US clothing and footwear brand Vans has transformed the Old Vic Tunnels at London Waterloo into an indoor skate park and arts venue with gallery, cinema, café and artist studios. We paid a visit ahead of the opening to take a look…
From 2009 until 2013, the Old Vic Tunnels under Waterloo station hosted an award-winning programme of experimental art, music and film. The disused railway arches were transformed into sets resembling an Algerian market town and 1970s Brooklyn for Secret Cinema nights, a pop-up restaurant run by Michelin-starred chefs and an underground cinema for the premiere of Banksy’s film, Exit Through the Gift Shop.
The programme, funded by the Old Vic Theatre, came to an end in March last year and until last weekend, the space had lain empty. On Saturday, however, it re-opened as the House of Vans and is now home to London’s only indoor skate park, a 850-capacity music venue, a 160-seat cinema and a gallery, as well as two bars and an industrial-looking cafe serving American-style food. For the next three years, and possibly longer, it will host art exhibitions, creative workshops, concerts and film screenings and is open to eat, drink and hang out in five days a week.
The London site is the second House of Vans and the first to open in Europe. The other, in Brooklyn, New York, also hosts a music hall and skate park. Inside, the cavernous 30,000 square foot space has been cleverly redesigned (by Hellicar & Lewis), with Vans branding, artwork and memorabilia throughout.
At a private view ahead of the public opening last week, visitors entered via Leake Street, a public graffiti space, where artists had painted a series of Vans-themed murals on the walls. Floors and seat cushions in the cinema feature the brand’s famous chequerboard pattern, while its logo hangs in neon lights from the bar and on black-and-white placards around the building.
In a corridor leading out to the Leake Street entrance, the walls have been plastered in black-and-white imagery from Vans’ recent Living Off the Wall campaign, showcasing images of youth and skate culture shot by various documentary photographers. Free lockers in the skate park area are covered in digital prints of stickers from the brand’s archives and nearby, a row of glass cases house rare shoes and products loaned by collectors, including well-worn black-and-white deck shoes and skate shoes wrapped in duct tape.
The inaugural exhibition in the gallery space, Scissors & Glue, offers a look at DIY culture and ‘zines and features work from Ben Drury, Trevor Jackson and fashion designer Louise Gray. Also on display is the first issue of a new Vans ‘zine.
All of the facilities are free to use: musicians are asked to donate a percentage of any ticket sales to Vans’ partner charities, Old Vic New Voices, Railway Children and Action for Children and artists can rent studios for free, providing they are happy to be filmed at work by Vans. Creatives whose residency application is accepted can also exhibit work in the gallery at the end of their stay.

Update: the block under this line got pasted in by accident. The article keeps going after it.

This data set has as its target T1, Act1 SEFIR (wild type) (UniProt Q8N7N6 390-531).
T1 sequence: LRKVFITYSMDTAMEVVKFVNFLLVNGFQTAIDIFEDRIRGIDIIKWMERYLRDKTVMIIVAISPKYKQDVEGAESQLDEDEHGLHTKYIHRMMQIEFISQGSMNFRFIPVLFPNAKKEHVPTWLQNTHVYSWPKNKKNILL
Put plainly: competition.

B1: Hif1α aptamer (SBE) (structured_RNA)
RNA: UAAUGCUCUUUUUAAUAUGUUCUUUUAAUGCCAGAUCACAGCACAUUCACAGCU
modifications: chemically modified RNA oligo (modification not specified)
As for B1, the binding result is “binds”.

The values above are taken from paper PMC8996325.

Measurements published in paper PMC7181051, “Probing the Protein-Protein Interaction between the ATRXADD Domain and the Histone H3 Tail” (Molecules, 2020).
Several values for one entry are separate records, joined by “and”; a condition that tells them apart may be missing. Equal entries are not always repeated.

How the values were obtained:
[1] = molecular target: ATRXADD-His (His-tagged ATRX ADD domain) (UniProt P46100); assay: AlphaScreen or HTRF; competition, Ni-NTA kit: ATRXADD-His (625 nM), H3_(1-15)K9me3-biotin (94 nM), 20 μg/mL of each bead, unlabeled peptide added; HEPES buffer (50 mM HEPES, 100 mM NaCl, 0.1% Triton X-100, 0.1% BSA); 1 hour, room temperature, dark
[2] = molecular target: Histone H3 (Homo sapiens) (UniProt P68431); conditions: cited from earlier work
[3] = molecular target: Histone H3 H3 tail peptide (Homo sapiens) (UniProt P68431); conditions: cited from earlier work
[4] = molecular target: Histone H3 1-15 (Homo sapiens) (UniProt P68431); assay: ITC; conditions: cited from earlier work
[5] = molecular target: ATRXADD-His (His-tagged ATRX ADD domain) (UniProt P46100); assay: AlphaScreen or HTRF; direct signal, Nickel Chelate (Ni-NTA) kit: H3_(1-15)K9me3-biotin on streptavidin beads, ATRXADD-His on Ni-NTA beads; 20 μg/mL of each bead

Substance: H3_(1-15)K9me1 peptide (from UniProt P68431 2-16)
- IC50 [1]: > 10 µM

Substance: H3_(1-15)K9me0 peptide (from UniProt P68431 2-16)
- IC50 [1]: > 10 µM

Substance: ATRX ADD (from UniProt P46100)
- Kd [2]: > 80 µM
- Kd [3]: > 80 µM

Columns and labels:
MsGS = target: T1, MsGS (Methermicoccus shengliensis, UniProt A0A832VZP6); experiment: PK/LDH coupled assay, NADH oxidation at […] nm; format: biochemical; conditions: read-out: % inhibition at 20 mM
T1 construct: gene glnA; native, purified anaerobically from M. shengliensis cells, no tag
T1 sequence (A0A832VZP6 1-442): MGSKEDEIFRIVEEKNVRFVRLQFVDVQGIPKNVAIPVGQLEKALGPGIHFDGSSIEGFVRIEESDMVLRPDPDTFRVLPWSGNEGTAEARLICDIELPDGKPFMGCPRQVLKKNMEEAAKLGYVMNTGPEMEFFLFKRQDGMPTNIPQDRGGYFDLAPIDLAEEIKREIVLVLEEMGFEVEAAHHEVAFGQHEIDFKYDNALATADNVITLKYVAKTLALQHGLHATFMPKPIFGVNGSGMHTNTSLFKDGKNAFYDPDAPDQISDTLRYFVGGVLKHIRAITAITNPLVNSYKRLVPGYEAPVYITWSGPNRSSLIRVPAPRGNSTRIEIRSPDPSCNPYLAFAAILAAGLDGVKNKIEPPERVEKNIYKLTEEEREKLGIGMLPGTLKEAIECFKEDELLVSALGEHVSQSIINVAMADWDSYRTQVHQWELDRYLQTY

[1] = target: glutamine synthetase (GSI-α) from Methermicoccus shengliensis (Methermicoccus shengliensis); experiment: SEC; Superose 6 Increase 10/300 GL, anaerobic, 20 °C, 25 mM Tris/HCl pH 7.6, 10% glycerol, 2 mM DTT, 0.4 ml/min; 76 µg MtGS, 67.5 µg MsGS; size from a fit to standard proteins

Alongside the screenings, concerts and exhibitions, Vans says it will hold workshops for the local community. The skate park is free to use, too, and includes mini ramps for novice skaters as well as a half pipe and skate bowl for the more advanced.
In a statement announcing last weekend’s opening, Vans described the project as a “physical manifestation of the cultures and creativity that have defined [the brand] since 1966.”
Vans is one of several established brands looking to align themselves with ‘makers’ and creatives by staging and curating cultural events. Levi’s has been doing the same with its Live in Levi’s campaign, its newly opened commuter hub and community space in Brooklyn and last year’s Station to Station project, which saw the brand team up with visual artist Doug Aitken to take a 1950s train across the US, hosting ‘cultural happenings’ and arts performances along the way.
Converse, too, has been hosting mini festivals through its CONS project, with gigs, talks and creative workshops held in Belgrade, Warsaw, New York, Los Angeles and most recently, Peckham in London. Like Levi’s and Converse, Vans is hoping the House of Vans will convince audiences it is still both creative and cool by hosting events and experiences that people will want to share, blog and Tweet about online.
Some of these projects, such as Station to Station, attracted criticism for failing to engage with the local communities where they took place, but the House of Vans is free to use and open to all. Whether it will prove as popular with young skaters as the nearby Southbank remains to be seen, but all of tomorrow’s two-hour skate slots are already fully booked, accommodating 66 skaters at a time.
It may be part of a wider trend in experiential marketing, but the House is an impressive project, and it’s great to see what was once one of London’s most exciting arts venues re-opened to the public.
The House of Vans is open Wednesday-Sunday at Arches 228-232, Station Approach Road, SE1. For details, see houseofvanslondon.com